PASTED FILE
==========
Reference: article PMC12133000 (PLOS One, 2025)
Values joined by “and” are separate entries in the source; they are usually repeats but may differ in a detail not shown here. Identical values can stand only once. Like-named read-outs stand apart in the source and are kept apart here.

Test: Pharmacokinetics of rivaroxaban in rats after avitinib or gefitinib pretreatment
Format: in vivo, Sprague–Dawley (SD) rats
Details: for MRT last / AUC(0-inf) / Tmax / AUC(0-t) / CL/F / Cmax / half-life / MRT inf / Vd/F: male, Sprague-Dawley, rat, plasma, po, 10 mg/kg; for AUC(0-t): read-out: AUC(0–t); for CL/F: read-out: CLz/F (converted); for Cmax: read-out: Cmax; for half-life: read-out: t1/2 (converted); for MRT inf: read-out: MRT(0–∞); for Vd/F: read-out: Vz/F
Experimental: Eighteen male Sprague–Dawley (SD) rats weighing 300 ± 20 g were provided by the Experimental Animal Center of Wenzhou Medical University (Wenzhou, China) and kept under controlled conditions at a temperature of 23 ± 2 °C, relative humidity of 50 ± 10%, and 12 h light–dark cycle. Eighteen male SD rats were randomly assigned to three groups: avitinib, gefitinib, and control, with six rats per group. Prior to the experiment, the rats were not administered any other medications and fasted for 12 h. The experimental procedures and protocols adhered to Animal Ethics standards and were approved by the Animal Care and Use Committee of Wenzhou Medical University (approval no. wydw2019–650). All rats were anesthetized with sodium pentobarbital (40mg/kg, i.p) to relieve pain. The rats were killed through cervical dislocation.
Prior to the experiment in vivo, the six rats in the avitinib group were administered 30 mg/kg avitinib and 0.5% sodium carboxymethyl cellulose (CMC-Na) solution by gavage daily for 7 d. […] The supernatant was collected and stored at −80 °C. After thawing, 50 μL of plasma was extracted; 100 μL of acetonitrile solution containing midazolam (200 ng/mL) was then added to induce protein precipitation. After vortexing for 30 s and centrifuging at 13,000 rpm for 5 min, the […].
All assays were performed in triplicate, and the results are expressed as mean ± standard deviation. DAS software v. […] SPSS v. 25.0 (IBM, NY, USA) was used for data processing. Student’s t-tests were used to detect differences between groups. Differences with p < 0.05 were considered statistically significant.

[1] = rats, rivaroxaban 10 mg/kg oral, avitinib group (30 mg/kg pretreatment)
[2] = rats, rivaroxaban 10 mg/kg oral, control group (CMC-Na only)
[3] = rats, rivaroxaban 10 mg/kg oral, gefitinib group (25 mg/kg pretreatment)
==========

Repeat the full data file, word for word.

Reference: article PMC12133000 (PLOS One, 2025)
Values joined by “and” are separate entries in the source; they are usually repeats but may differ in a detail not shown here. Identical values can stand only once. Like-named read-outs stand apart in the source and are kept apart here.

Test: Pharmacokinetics of rivaroxaban in rats after avitinib or gefitinib pretreatment
Format: in vivo, Sprague–Dawley (SD) rats
Details: for MRT last / AUC(0-inf) / Tmax / AUC(0-t) / CL/F / Cmax / half-life / MRT inf / Vd/F: male, Sprague-Dawley, rat, plasma, po, 10 mg/kg; for AUC(0-t): read-out: AUC(0–t); for CL/F: read-out: CLz/F (converted); for Cmax: read-out: Cmax; for half-life: read-out: t1/2 (converted); for MRT inf: read-out: MRT(0–∞); for Vd/F: read-out: Vz/F
Experimental: Eighteen male Sprague–Dawley (SD) rats weighing 300 ± 20 g were provided by the Experimental Animal Center of Wenzhou Medical University (Wenzhou, China) and kept under controlled conditions at a temperature of 23 ± 2 °C, relative humidity of 50 ± 10%, and 12 h light–dark cycle. Eighteen male SD rats were randomly assigned to three groups: avitinib, gefitinib, and control, with six rats per group. Prior to the experiment, the rats were not administered any other medications and fasted for 12 h. The experimental procedures and protocols adhered to Animal Ethics standards and were approved by the Animal Care and Use Committee of Wenzhou Medical University (approval no. wydw2019–650). All rats were anesthetized with sodium pentobarbital (40mg/kg, i.p) to relieve pain. The rats were killed through cervical dislocation.
Prior to the experiment in vivo, the six rats in the avitinib group were administered 30 mg/kg avitinib and 0.5% sodium carboxymethyl cellulose (CMC-Na) solution by gavage daily for 7 d. […] The supernatant was collected and stored at −80 °C. After thawing, 50 μL of plasma was extracted; 100 μL of acetonitrile solution containing midazolam (200 ng/mL) was then added to induce protein precipitation. After vortexing for 30 s and centrifuging at 13,000 rpm for 5 min, the […].
All assays were performed in triplicate, and the results are expressed as mean ± standard deviation. DAS software v. […] SPSS v. 25.0 (IBM, NY, USA) was used for data processing. Student’s t-tests were used to detect differences between groups. Differences with p < 0.05 were considered statistically significant.

[1] = rats, rivaroxaban 10 mg/kg oral, avitinib group (30 mg/kg pretreatment)
[2] = rats, rivaroxaban 10 mg/kg oral, control group (CMC-Na only)
[3] = rats, rivaroxaban 10 mg/kg oral, gefitinib group (25 mg/kg pretreatment)